"It is very user-friendly," Sisson says. "It is probably one of the only ones for stile-and-rail door manufacturers that is web-based, so it is always current with where we are with products and pricing, as well as updates that we may have. It is a pretty powerful tool. As we look at our budget for 2010, we will start to reap the benefits of that tool just because it is easy to use for the end user."

"We just started the rollout of this about six weeks ago," adds Ash. "It has been received very well, especially with the commercial base."

Green Requests Growing

Though it has not seen a huge amount at this point, Sisson says Karona is receiving many more requests for green products. "We are definitely seeing [green requests] much heavier on the commercial side of our business," he says. "The residential request for green products has been a little slower to come, but we are seeing more and more at the distribution, lumberyard and contractor levels.

"I think there is a need for more knowledge through the distribution chain because in many instances the manufacturer may be able to provide a green product, but the chain of custody all the way through isn't together because somebody through the chain might not be certified or might not have the capabilities," Sisson adds.

"On the commercial side there is a very viable demand," Ash concurs. "Some of that is driven because of federal or state dollars involved in the project that requires the building to have some green aspect to it, whether it is a LEED-certified Gold or Silver project or whether it just requires some green element to the project. Residentially, the demand has not been nearly as great, partly because at this point, from a millwork standpoint, there is a premium for it. For a homeowner, paying the premium on the millwork comes a little harder to do than from a commercial standpoint."

Dealing With the Downturn

Sisson says the company is holding relatively steady, having had both ups and downs during the current economic downturn. "We actually, through this downturn, have grown our commercial business, but obviously our residential business is considerably off from what it was at its peak," he says. "The way we have been able to deal with it is we have continued to try to diversify our product offerings, from value-added services, more expanded growth in fire-rated products and other factors that have helped us to grow commercially. We do see some growth in 2010."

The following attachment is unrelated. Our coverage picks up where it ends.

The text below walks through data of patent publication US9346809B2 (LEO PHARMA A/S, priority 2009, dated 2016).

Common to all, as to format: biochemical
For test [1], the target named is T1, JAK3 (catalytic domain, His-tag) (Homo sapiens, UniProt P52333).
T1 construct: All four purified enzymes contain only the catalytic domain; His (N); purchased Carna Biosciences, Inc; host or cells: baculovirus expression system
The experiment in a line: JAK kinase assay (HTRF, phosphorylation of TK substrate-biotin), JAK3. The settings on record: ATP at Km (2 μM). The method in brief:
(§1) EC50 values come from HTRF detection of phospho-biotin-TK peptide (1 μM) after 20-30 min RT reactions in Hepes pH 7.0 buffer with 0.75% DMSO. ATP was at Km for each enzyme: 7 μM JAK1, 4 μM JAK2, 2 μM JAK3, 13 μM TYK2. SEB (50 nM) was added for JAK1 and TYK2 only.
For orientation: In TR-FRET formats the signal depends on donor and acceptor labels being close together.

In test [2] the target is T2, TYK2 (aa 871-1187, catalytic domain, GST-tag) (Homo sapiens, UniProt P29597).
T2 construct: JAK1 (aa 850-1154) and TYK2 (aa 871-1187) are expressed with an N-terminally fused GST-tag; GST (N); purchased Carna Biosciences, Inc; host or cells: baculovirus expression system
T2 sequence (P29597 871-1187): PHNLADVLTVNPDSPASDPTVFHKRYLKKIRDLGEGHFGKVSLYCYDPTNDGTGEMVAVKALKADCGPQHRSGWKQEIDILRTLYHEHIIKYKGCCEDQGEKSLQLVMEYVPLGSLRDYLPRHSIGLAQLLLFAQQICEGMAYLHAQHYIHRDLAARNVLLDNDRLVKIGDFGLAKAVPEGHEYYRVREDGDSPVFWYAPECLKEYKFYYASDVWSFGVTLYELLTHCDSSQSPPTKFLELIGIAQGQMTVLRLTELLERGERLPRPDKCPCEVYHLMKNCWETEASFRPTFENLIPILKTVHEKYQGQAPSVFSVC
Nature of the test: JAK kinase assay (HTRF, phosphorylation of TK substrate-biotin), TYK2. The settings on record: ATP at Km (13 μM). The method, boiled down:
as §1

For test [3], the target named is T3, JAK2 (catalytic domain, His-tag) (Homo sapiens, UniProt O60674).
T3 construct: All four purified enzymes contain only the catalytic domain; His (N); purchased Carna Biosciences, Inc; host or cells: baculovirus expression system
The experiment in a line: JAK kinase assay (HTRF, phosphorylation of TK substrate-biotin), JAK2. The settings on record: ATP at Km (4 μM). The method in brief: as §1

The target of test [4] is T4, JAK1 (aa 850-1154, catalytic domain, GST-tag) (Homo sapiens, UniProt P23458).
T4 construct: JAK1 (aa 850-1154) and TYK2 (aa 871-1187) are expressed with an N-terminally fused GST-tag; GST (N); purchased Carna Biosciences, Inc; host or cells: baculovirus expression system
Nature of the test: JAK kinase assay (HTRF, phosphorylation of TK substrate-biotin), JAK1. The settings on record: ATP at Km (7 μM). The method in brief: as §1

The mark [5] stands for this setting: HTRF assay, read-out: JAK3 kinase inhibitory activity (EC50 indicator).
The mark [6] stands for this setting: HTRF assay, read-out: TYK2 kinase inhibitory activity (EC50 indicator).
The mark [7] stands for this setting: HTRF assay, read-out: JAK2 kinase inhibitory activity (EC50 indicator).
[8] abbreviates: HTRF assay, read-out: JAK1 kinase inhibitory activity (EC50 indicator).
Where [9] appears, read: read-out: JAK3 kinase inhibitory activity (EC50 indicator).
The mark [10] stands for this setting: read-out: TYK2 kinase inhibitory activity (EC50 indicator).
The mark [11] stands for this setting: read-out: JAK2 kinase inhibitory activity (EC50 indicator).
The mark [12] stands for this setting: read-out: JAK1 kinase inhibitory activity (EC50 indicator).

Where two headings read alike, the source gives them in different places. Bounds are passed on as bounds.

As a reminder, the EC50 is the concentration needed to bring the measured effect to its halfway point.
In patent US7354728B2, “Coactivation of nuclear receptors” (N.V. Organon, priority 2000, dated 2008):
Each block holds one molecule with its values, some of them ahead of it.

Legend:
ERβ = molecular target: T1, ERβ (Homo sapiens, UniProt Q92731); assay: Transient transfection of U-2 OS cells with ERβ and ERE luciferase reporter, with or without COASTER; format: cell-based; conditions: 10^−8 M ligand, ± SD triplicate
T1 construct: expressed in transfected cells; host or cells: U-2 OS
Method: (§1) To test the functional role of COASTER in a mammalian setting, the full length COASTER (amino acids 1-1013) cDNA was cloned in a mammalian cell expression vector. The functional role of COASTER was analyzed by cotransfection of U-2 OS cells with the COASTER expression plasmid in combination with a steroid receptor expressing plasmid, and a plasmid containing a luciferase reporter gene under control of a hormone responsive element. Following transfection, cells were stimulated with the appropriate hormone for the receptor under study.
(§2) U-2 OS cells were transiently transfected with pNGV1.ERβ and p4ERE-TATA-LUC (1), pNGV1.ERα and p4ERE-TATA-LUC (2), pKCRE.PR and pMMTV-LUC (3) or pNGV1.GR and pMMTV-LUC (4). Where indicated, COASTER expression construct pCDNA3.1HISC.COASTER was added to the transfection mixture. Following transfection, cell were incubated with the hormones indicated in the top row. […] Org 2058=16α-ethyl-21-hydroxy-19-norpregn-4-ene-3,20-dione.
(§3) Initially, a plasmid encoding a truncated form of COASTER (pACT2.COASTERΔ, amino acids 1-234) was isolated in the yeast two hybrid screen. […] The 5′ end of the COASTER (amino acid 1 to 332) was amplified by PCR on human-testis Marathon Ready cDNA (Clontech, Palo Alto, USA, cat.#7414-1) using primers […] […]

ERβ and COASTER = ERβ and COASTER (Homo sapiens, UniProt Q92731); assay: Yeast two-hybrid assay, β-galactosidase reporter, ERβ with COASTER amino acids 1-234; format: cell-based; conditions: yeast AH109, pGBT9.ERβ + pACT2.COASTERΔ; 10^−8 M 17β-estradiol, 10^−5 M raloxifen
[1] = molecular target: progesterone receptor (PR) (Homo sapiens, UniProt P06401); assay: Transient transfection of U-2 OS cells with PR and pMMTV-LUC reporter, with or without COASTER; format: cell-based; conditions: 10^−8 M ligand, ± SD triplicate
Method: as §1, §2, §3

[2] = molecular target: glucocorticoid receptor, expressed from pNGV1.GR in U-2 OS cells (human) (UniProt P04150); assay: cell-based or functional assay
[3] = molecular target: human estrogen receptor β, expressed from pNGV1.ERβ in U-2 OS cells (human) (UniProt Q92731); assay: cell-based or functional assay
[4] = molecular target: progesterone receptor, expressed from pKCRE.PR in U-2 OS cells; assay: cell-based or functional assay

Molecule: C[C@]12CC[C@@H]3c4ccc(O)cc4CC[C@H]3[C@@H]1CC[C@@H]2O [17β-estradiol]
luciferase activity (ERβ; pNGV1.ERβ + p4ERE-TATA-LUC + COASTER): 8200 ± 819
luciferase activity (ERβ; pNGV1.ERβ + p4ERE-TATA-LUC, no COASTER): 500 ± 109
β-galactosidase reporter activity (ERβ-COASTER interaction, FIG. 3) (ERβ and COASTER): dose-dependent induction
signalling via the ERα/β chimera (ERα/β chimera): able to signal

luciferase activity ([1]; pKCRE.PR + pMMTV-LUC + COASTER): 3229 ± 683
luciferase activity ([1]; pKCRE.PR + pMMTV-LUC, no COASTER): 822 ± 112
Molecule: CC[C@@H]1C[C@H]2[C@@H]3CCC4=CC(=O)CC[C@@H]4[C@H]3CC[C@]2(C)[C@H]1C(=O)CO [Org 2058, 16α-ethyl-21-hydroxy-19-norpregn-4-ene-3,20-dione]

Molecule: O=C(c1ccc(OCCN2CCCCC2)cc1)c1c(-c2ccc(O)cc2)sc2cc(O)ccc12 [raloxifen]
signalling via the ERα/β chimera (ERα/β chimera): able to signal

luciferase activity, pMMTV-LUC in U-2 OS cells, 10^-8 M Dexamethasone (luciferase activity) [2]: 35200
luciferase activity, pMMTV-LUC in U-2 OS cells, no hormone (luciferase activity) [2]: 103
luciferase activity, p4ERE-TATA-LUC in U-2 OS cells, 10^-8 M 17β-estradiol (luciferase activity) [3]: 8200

Ash adds that the company's developments in regards to fire doors also has helped sales. "Over the last 18 months or so we have really developed our 45-, 60- and 90-minute fire doors," he says. "It used to be an eight to 10 week lead time; we are five weeks today. Not many today are manufacturing or shipping rated doors that quickly. Also, our designs have increased our ability to do a one-panel, 90-minute fire door. Our 90-minute door is 1-3/4 inches thick now when it used to be 2-1/4 inches. So now our distributors can use standard hardware and jambs versus going and buying special hardware sets for those doors."

Karona distributes its doors nationally, but does not sell direct to homeowners or builders. "All of our distribution is through a lumberyard dealer or a wholesale distributor residentially, and commercially through OEM distribution or door and hardware dealers," says Ash.
According to Sisson, the company plans to continue investing in technology that will shorten its throughput and lead times while producing quality products. "The investment process has slowed down over the last couple of years because we scaled back our spending," he says. "But we always have a capital plan and know specifically what we need, when we need it, and what our capacities are. Ultimately, our goal is to take a door from the time that we get an order, release it to the floor and have it on the dock within a day."